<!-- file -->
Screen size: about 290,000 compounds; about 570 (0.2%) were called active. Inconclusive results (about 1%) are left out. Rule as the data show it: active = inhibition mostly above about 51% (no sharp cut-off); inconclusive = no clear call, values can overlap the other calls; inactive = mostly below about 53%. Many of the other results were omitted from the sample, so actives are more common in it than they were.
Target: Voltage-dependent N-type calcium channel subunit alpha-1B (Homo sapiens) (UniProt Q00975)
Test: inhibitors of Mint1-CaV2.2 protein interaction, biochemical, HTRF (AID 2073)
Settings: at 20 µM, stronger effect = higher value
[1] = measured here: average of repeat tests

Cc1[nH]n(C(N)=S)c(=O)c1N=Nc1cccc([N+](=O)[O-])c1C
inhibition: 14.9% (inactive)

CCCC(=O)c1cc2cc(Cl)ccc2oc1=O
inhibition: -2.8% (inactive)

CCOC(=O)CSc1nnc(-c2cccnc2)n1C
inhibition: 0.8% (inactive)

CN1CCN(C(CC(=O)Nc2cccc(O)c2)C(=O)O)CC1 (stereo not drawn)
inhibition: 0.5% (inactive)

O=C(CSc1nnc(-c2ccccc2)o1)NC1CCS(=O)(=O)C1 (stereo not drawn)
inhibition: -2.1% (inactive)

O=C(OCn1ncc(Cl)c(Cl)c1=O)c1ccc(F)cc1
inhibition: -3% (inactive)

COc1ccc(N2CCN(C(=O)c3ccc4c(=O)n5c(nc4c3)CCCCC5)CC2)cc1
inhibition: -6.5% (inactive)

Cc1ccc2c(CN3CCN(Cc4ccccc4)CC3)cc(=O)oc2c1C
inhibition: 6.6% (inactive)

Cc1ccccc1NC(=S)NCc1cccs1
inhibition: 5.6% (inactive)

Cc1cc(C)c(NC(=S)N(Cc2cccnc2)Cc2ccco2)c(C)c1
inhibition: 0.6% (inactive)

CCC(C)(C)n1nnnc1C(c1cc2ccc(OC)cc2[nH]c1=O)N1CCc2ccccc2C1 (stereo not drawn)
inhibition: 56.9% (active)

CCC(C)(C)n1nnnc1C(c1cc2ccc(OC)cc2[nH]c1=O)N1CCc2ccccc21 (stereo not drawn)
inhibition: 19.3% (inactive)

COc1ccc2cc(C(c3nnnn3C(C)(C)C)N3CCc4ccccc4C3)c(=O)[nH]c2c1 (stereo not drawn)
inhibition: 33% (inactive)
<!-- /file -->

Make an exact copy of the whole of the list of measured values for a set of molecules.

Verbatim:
Screen size: about 290,000 compounds; about 570 (0.2%) were called active. Inconclusive results (about 1%) are left out. Rule as the data show it: active = inhibition mostly above about 51% (no sharp cut-off); inconclusive = no clear call, values can overlap the other calls; inactive = mostly below about 53%. Many of the other results were omitted from the sample, so actives are more common in it than they were.
Target: Voltage-dependent N-type calcium channel subunit alpha-1B (Homo sapiens) (UniProt Q00975)
Test: inhibitors of Mint1-CaV2.2 protein interaction, biochemical, HTRF (AID 2073)
Settings: at 20 µM, stronger effect = higher value
[1] = measured here: average of repeat tests

Cc1[nH]n(C(N)=S)c(=O)c1N=Nc1cccc([N+](=O)[O-])c1C
inhibition: 14.9% (inactive)

CCCC(=O)c1cc2cc(Cl)ccc2oc1=O
inhibition: -2.8% (inactive)

CCOC(=O)CSc1nnc(-c2cccnc2)n1C
inhibition: 0.8% (inactive)

CN1CCN(C(CC(=O)Nc2cccc(O)c2)C(=O)O)CC1 (stereo not drawn)
inhibition: 0.5% (inactive)

O=C(CSc1nnc(-c2ccccc2)o1)NC1CCS(=O)(=O)C1 (stereo not drawn)
inhibition: -2.1% (inactive)

O=C(OCn1ncc(Cl)c(Cl)c1=O)c1ccc(F)cc1
inhibition: -3% (inactive)

COc1ccc(N2CCN(C(=O)c3ccc4c(=O)n5c(nc4c3)CCCCC5)CC2)cc1
inhibition: -6.5% (inactive)

Cc1ccc2c(CN3CCN(Cc4ccccc4)CC3)cc(=O)oc2c1C
inhibition: 6.6% (inactive)

Cc1ccccc1NC(=S)NCc1cccs1
inhibition: 5.6% (inactive)

Cc1cc(C)c(NC(=S)N(Cc2cccnc2)Cc2ccco2)c(C)c1
inhibition: 0.6% (inactive)

CCC(C)(C)n1nnnc1C(c1cc2ccc(OC)cc2[nH]c1=O)N1CCc2ccccc2C1 (stereo not drawn)
inhibition: 56.9% (active)

CCC(C)(C)n1nnnc1C(c1cc2ccc(OC)cc2[nH]c1=O)N1CCc2ccccc21 (stereo not drawn)
inhibition: 19.3% (inactive)

COc1ccc2cc(C(c3nnnn3C(C)(C)C)N3CCc4ccccc4C3)c(=O)[nH]c2c1 (stereo not drawn)
inhibition: 33% (inactive)